|In the early hours of April 9, 1886, Tillie
Smith, an 18 year old domestic who lived and worked at Centenary
Collegiate Institute, was raped and strangled. Her assaulted body was
left in an open field in plain view.
The murder of Tille Smith not only shocked
Victorian Hackettstown, it quickly became a sensational, closely
followed trial covered by many major market newspapers, including New
York City, Trenton and Philadelphia. The papers carried the details of
the story as it unfolded, and it was this sensational journalism
that fueled public outcry and pressured the local authorities and
police to find someone guilty of commiting the crime.
On April 28, 1886, James Titus, the man
responsible for maintenanace at the college, was arrested at his home
and formally accused of Tillie's murder. Titus was a local resident,
described by many as quiet, industrious and of exellent character.
The trial of James Titus began on September 28,
1886 in Belvidere, New Jersey. Nearly 100 subpoenas were issued. And
while the evidence against him was circumstantial, after a trial that
endured for nearly a month, James Titus was convicted and sentenced to
hang for the crime. His appeal and request for a new trial was denied.
Titus escaped the hangman's noose, suddenly
signing a 'confession' of guilt several months after his conviction.
Although he was allowed to live, James Titus never saw his wife again.
She died in November, 1904.
James Titus served 19 years for the 1886 murder of
Tillie Smith before he was paroled by the Court of Pardons and released
from prision on December 27, 1904. For the nearly fifty years that
followed, he lived ironically, in Hackettstown, amongst the same
neighbors and townsfolk who championed his conviction. James Titus died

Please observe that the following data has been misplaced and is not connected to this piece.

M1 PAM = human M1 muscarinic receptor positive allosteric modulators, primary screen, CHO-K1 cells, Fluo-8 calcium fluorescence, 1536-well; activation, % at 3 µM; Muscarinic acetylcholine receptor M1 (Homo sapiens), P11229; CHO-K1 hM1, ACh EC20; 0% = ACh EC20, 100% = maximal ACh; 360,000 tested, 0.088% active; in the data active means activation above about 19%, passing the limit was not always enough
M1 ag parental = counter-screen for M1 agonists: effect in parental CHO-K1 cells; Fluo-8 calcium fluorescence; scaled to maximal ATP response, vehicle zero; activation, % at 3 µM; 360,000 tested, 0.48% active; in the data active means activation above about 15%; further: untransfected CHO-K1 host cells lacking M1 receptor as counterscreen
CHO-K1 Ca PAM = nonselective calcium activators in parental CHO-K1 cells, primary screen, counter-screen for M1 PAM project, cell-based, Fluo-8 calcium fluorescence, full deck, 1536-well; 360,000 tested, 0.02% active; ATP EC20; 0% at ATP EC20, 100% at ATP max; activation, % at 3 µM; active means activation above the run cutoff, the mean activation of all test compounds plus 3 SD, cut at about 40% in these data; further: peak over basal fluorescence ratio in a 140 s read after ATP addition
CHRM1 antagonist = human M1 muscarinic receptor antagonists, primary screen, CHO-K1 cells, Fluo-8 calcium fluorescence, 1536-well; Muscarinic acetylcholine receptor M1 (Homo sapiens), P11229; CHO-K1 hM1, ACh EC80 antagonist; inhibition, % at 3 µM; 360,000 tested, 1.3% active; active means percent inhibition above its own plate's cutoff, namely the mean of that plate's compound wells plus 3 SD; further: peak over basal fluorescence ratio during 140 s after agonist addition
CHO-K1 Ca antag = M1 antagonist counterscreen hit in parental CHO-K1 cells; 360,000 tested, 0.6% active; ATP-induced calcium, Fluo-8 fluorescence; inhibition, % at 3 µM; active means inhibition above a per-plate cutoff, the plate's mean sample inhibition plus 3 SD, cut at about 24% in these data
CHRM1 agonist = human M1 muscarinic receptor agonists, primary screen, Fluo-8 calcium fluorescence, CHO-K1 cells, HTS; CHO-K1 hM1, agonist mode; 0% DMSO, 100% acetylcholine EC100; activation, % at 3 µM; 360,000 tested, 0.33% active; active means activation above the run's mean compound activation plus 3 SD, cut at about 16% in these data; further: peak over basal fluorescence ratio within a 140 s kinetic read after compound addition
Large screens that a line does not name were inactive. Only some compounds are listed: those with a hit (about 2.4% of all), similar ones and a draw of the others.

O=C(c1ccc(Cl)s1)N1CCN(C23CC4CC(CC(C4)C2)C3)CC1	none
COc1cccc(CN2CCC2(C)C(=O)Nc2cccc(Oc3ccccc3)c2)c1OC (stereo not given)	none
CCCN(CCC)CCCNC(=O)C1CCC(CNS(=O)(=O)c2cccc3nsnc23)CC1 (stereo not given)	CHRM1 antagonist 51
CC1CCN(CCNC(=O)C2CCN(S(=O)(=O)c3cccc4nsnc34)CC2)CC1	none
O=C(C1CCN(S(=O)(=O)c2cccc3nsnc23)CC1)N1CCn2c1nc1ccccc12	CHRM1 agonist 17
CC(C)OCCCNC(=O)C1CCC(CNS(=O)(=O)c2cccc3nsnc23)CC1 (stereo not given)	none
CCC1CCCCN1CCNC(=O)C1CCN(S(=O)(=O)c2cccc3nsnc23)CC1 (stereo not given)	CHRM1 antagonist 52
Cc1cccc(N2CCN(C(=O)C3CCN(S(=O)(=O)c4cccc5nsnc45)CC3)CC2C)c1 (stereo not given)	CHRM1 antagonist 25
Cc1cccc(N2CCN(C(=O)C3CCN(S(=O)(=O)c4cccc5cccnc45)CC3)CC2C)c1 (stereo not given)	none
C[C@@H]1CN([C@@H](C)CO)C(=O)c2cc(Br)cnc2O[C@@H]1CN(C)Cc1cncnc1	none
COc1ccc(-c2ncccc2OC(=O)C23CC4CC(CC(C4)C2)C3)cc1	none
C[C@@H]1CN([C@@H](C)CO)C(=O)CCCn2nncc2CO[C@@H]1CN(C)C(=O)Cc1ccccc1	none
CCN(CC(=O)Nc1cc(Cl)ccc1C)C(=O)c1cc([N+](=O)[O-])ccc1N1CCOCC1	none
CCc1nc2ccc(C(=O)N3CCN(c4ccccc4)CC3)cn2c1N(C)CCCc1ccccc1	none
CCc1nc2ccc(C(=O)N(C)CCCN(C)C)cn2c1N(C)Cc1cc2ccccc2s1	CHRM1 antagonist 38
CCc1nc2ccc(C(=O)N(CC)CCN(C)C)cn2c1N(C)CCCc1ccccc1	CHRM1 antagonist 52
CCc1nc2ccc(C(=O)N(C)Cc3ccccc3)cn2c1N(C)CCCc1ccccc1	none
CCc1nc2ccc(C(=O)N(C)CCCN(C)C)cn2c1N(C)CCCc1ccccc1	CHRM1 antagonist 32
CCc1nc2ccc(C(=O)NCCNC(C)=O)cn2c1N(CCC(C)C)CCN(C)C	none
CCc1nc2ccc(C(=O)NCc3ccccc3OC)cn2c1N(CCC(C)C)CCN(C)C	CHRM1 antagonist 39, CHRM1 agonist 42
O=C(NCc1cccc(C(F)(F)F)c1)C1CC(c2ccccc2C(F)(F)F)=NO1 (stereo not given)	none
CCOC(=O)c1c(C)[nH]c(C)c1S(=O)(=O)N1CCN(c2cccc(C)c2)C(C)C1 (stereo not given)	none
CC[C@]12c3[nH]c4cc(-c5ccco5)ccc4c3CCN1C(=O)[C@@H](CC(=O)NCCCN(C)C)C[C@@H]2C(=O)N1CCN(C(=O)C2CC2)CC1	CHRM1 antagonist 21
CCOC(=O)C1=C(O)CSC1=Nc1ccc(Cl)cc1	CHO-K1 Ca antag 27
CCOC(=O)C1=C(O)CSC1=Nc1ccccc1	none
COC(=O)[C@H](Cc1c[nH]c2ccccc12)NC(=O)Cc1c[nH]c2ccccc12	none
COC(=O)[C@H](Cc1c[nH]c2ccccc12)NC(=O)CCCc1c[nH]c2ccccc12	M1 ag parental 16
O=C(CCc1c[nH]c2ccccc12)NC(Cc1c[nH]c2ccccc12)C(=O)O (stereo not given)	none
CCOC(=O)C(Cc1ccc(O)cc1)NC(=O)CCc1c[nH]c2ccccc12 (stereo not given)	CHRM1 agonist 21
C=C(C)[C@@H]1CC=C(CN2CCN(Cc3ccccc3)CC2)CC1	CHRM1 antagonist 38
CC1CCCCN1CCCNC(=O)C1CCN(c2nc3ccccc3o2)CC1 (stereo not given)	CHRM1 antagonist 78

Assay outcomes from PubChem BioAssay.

in June 1952 and is buried in Union Cemetery, Hackettstown.
Unfortunately, no one will ever really know the truth about happened
that fateful night or if justice was truly served.
Remembering Tillie Today
The story of Tillie Smith lives on today, more
than 120 years after her brutal demise. A monument to her memory stands
in Hackettstown's Union Cemetery, constructed with the generous
donations from local and national benefactors. Unveiled on November 24,
1887, it is a lasting tribute to the young woman who died 'in defence
of her honor'.
In addition to the monument in Union Cemetery,
'Tillie', a play commissioned by the Centenary Theatre and written by
Jeanne Walker, recalled the events of the scandalous incident. Walker
did extensive research, reading the local and national newspaper
articles about the case and the 1,500 pages of the transcript of the
trial. Denis Sullivan, author of a book about Tillie, 'In Defense of
Her Honor', assisted Walker in locating sources. In addition to the
production, Centenary Theatre sponsored Tillie Walks, featuring actors
and actresses following her trail through town the night she was
And of course, there are the reported sightings of
Tillie's ghost by staff and students at the college...